The spring of 2017 may be remembered as the coming-out party for Big Tech’s campaign to get inside your head. That was when news broke of Elon Musk’s new brain-interface company, Neuralink, which is working on how to stitch thousands of electrodes into people’s brains. Days later, Facebook joined the quest when it announced that its secretive skunkworks, named Building 8, was attempting to build a headset or headband that would allow people to send text messages by thinking—tapping them out at 100 words per minute.
The company’s goal was a hands-free interface anyone could use in virtual reality. “What if you could type directly from your brain?” asked Regina Dugan, a former DARPA officer who was then head of the Building 8 hardware dvision. “It sounds impossible, but it’s closer than you realize.”
Now the answer is in—and it’s not close at all. Four years after announcing a “crazy amazing” project to build a “silent speech” interface using optical technology to read thoughts, Facebook is shelving the project, saying consumer brain-reading still remains very far off.
In a blog post, Facebook said it is discontinuing the project and will instead focus on an experimental wrist controller for virtual reality that reads muscle signals in the arm. “While we still believe in the long-term potential of head-mounted optical [brain-computer interface] technologies, we’ve decided to focus our immediate efforts on a different neural interface approach that has a nearer-term path to market,” the company said.
Facebook’s brain-typing project had led it into uncharted territory—including funding brain surgeries at a California hospital and building prototype helmets that could shoot light through the skull—and into tough debates around whether tech companies should access private brain information. Ultimately, though, the company appears to have decided the research simply won’t lead to a product soon enough.
“We got lots of hands-on experience with these technologies,” says Mark Chevillet, the physicist and neuroscientist who until last year headed the silent-speech project but recently switched roles to study how Facebook handles elections. “That is why we can confidently say, as a consumer interface, a head-mounted optical silent speech device is still a very long way out. Possibly longer than we would have foreseen.”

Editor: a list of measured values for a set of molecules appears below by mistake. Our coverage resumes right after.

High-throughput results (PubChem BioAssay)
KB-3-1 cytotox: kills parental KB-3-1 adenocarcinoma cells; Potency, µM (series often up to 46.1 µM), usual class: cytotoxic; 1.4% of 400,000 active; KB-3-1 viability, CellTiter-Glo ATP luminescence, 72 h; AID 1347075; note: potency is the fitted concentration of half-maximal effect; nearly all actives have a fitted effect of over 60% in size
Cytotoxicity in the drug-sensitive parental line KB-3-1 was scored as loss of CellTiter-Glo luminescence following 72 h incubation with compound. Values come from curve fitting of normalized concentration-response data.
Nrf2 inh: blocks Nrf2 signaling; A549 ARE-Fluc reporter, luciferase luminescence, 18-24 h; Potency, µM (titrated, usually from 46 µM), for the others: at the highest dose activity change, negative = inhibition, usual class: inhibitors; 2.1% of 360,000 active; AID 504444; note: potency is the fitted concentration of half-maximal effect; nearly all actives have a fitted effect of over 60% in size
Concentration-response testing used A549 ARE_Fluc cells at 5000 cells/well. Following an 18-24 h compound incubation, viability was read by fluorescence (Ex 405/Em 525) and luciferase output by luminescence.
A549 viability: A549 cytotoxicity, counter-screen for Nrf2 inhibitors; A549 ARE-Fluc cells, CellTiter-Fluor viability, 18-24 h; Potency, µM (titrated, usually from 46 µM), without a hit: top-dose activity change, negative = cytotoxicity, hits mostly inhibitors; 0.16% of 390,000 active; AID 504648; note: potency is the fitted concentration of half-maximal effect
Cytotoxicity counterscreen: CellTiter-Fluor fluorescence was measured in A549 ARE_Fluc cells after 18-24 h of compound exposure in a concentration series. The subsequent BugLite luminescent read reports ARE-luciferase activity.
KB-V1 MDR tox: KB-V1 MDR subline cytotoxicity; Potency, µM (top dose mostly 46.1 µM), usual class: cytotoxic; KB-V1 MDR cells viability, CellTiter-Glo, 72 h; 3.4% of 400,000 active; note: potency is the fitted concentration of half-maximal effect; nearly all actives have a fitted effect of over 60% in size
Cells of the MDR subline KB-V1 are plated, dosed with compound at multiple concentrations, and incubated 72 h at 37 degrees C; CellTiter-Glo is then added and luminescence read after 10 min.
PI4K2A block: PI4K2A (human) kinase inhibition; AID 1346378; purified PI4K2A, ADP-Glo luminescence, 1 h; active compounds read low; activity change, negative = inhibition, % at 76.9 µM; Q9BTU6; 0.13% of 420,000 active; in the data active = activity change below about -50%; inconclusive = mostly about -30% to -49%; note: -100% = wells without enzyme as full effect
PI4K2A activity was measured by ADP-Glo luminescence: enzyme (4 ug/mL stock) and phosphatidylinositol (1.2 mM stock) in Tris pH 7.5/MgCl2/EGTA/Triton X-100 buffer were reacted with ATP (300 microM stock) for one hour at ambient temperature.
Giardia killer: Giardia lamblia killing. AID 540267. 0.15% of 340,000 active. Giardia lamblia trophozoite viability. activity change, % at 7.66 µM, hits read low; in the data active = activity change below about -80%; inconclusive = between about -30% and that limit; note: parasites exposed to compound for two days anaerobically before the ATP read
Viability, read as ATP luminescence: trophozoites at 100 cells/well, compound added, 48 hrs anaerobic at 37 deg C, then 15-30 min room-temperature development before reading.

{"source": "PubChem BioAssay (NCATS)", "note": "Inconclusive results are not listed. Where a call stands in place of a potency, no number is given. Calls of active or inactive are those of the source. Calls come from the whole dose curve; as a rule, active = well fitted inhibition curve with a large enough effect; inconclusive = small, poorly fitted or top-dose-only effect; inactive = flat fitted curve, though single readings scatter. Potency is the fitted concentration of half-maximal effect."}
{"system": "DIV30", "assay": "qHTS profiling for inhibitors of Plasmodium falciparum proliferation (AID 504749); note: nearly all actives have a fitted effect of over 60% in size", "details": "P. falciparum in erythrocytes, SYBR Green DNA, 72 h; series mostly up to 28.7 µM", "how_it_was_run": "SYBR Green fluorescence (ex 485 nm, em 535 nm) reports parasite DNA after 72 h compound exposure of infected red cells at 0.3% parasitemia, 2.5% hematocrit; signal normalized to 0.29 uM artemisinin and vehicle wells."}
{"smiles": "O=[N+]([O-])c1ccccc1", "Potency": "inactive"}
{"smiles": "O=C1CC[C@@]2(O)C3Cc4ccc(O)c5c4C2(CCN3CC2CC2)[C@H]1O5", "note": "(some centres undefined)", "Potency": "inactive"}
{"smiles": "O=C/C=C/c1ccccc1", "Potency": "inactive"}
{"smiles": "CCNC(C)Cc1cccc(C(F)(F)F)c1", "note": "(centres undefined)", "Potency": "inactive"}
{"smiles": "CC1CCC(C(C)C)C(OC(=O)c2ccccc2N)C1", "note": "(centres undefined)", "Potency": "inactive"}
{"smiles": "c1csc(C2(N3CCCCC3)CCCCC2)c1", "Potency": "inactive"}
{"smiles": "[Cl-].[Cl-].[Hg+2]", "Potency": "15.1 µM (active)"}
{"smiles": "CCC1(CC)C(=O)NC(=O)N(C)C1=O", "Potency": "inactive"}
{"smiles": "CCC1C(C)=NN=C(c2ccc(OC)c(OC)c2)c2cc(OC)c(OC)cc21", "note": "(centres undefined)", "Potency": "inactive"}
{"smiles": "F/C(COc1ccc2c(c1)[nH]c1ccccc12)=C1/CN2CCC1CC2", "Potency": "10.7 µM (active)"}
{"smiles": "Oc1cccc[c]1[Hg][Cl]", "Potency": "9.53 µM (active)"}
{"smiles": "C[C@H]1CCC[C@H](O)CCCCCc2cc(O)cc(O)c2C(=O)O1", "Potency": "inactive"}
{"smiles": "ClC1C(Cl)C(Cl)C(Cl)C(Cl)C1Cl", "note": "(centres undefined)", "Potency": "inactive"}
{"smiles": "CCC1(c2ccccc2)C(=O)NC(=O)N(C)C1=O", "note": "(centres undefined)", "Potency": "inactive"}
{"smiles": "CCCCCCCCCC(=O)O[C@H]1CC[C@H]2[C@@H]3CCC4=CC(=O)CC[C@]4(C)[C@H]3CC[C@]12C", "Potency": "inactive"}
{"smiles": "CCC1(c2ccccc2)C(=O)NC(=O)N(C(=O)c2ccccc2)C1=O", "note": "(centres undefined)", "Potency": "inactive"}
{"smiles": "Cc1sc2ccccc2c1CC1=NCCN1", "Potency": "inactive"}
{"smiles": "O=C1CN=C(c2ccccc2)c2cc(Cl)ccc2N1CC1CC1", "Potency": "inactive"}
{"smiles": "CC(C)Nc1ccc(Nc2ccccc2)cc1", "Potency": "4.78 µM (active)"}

The reason for the craze around brain-computer interfaces is that companies see mind-controlled software as a huge breakthrough—as important as the computer mouse, graphical user interface, or swipe screen. What’s more, researchers have already demonstrated that if they place electrodes directly in the brain to tap individual neurons, the results are remarkable. Paralyzed patients with such “implants” can deftly move robotic arms and play video games or type via mind control.
Facebook’s goal was to turn such findings into a consumer technology anyone could use, which meant a helmet or headset you could put on and take off. “We never had an intention to make a brain surgery product,” says Chevillet. Given the social giant’s many regulatory problems, CEO Mark Zuckerberg had once said that the last thing the company should do is crack open skulls. “I don’t want to see the congressional hearings on that one,” he had joked.
In fact, as brain-computer interfaces advance, there are serious new concerns. What would happen if large tech companies could know people’s thoughts? In Chile, legislators are even considering a human rights bill to protect brain data, free will, and mental privacy from tech companies. Given Facebook’s poor record on privacy, the decision to halt this research may have the side benefit of putting some distance between the company and rising worries about “neurorights.”
Facebook’s project aimed specifically at a brain controller that could mesh with its ambitions in virtual reality; it bought Oculus VR in 2014 for $2 billion. To get there, the company took a two-pronged approach, says Chevillet. First, it needed to determine whether a thought-to-speech interface was even possible. For that, it sponsored research at the University of California, San Francisco, where a researcher named Edward Chang has placed electrode pads on the surface of people’s brains.
Whereas implanted electrodes read data from single neurons, this technique, called electrocorticography, or ECoG, measures from fairly large groups of neurons at once. Chevillet says Facebook hoped it might also be possible to detect equivalent signals from outside the head.
The UCSF team made some surprising progress and today is reporting in the New England Journal of Medicine that it used those electrode pads to decode speech in real time. The subject was a 36-year-old man the researchers refer to as “Bravo-1,” who after a serious stroke has lost his ability to form intelligible words and can
By: Antonio Regalado
Title: Facebook drops funding for interface that reads the brain
Sourced From: www.technologyreview.com/2021/07/14/1028447/facebook-brain-reading-interface-stops-funding/
Published Date: Wed, 14 Jul 2021 21:37:00 +0000